Many Asean countries are still in the midst of recovery from disasters of the past two years. These disasters have taken nearly 500 million precious lives. Millions of people have been affected, and billions of US dollars have been spent on recovery. These are outrageous numbers for our region of 600 million people and a combined GDP of US$2 trillion.
Japan has always been a standby and generous partner in times of these disasters. As fellow Asian countries, we cannot help but feel compelled to reciprocate the unselfish generosity that Japan has shown us in many disaster situations. But what can we give to the government and people of Japan, known to be among the most resilient, self-reliant people?
As I was contemplating this question, the Fukuda doctrine of 1977 came to mind. The then Japanese prime minister Takeo Fukuda had declared this doctrine as one that is centred on a relationship of mutual confidence and trust, based on “heart-to-heart” understanding. For the last 34 years, Asean and Japan’s cooperation has been founded on this “heart-to-heart” relationship.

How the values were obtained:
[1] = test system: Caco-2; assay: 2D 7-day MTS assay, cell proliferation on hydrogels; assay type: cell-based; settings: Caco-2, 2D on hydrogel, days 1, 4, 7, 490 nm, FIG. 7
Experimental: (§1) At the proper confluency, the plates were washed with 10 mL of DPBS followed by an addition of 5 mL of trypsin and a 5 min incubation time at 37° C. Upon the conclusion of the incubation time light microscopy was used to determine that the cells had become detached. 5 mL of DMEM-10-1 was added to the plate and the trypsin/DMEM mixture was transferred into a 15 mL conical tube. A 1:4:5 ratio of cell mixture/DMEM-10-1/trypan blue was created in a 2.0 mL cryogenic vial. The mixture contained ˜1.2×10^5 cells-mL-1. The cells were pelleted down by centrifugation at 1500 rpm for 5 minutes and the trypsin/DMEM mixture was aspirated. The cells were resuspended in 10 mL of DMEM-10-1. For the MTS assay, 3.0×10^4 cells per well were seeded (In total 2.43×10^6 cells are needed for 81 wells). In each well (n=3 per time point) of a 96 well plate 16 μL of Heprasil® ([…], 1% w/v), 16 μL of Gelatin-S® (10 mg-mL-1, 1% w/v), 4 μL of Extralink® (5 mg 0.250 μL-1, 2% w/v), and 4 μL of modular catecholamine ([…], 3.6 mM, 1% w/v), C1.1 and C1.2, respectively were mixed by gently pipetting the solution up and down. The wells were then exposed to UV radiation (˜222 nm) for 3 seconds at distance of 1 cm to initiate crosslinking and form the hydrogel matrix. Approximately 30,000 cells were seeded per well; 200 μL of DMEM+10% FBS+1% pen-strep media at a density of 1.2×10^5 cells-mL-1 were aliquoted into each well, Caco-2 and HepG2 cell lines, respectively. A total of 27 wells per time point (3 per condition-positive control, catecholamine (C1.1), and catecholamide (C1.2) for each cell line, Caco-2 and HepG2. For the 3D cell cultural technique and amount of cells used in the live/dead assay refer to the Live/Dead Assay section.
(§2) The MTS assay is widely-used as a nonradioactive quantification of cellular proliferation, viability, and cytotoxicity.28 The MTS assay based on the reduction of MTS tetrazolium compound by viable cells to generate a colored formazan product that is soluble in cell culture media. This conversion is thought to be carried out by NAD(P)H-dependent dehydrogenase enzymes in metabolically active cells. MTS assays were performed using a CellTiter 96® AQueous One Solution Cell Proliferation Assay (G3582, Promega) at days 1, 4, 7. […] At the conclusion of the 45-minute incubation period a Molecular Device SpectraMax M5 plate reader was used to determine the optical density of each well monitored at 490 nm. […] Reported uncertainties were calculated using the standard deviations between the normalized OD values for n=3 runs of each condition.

So, I thought to myself, this principle shall guide our assistance to the ongoing crisis in Japan.
The Special Meeting concluded with a motion that Asean will always stand by the Japanese people, and support the recovery process in response to Japan’s needs. I noted that economic recovery is important, but a more immediate need is human bonding.
With this spirit, we tapped into the ready Southeast Asian civil society organisations, volunteers and non-governmental organisations ready to demonstrate their support by helping displaced communities recover and rise to their feet. There are many scholars from Asean countries who graduated from Japan’s universities and have lived in Japan for years. They too are surely ready to help Japan in areas needed for recovery. This people-to-people approach is an example of the kind of “heart-to-heart” solidarity that the people of Asean can offer to the people of Japan.